Jan 7, 2008

The day the Aussies won and Cricket lost…

For any cricketer playing the best team in the world Down Under is the pinnacle of their career… something that is matched only by a World Cup victory perhaps. The sheer drama, excitement and effort it takes to perform there in bouncy pitches and quality bowlers makes Test match a memorable experience. The fact that no one has been able to dominate them at their own backyard stands testimony to the immense talent of the Aussie team.

The 2007-08 India’s tour of Australia was memorable in many ways than one… it was Captain Kumble’s first overseas assignment, The Big Four’s last tour down under (perhaps), Australia without the likes of Warnie and McGrath but with a new look Lee.

India fancied their chance against the Australia since they have such a strong batting line-up and the only team which has managed to trouble the Aussies in their quest for world domination.

After the drubbing in the first Test at MCG India bounced back in the Second test with a string of good performance from VVS Laxman and Tendulkar and good support from the other players. They should have gained a 1st innings lead in excess of 150 had the umpires lived up to their reputation. Glaring omissions from the umpires and somewhat unfair tactics of the Oz team left India high and dry and eventually they were set a target of 333 in 72 overs. In tight matches such as these one or two bad decisions can alter the equilibrium of the match and after Rahul and Sourav were sent back by the conniving duo of Bucknor and Benson it wasn’t hard to see the writing on the wall… India were denied a fair chance to redeem themselves and Aussies equaled their World record of 16 consecutive test wins but I guess that victory is soaked with the blood from Cricket’s murder.

Whatever transpired between the umpires to make such glaring mistakes? Or, was there something else that dictated the movements of their fingers upwards every time an Indians walked into the field? My guess will be as good as yours.

A point of view that has come up was that the Umpires were overawed by the greatness of the Aussies team (atleast in the record books) and they felt pangs of guilt giving them out while they were batting and were merrily giving the mediocre Indians out while the Aussies were bowling. They thought the Indians can make do with a few losses in their kitty without much ado. Can we call it the ‘reverse Stockholm Syndrome’? Psychologically this series can be analyzed from many points of reference. Was Bucknor taking ‘revenge’ due to the constant negative reports filed by the Indians?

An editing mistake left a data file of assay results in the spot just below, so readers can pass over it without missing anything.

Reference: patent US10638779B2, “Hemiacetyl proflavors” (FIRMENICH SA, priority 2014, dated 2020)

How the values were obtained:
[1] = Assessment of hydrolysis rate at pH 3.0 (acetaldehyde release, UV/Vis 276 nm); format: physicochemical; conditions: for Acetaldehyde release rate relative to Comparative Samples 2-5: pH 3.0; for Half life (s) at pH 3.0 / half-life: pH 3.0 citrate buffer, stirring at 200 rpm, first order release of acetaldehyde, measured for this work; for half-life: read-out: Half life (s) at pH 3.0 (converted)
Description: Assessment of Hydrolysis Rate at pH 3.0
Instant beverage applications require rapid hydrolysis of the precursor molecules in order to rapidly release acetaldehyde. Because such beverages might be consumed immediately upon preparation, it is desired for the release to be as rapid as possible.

Another aspect that became evident was the sportsmanship of the current Aussie team… Since when did winning became the one and only motive of a game of cricket and that too for a team that has a 70% winning record against all the teams in the world. Why did they stood their ground when they nicked the ball and were clearly out? The statistical fact that Symonds went on to score a match winning knock stands testimony to the fact that something very intrinsic to the game of cricket was missing… a sense of old world fairness that is perhaps too idealistic for the present times.
Even self proclaimed ‘walker’ Adam Gilchrist couldn’t resist the temptation to play it dirty when the stakes went a tad higher for them. Nothing succeeds like success but the game of Cricket that I knew should have remained one of those glorious exceptions far from the vulgar emotions. It reminded me of some gully cricket that we played during our younger days when we gave some balls as wides and some touch-and-go run-outs but in retrospect those were laced with childhood innocence and much less intense than a Test match down under against the ‘World Champions’. Maybe, we should wake up to the fact that the Aussies are bad losers and they haven’t digested the loss to Indians in the recent times as well as the T20 World Cup.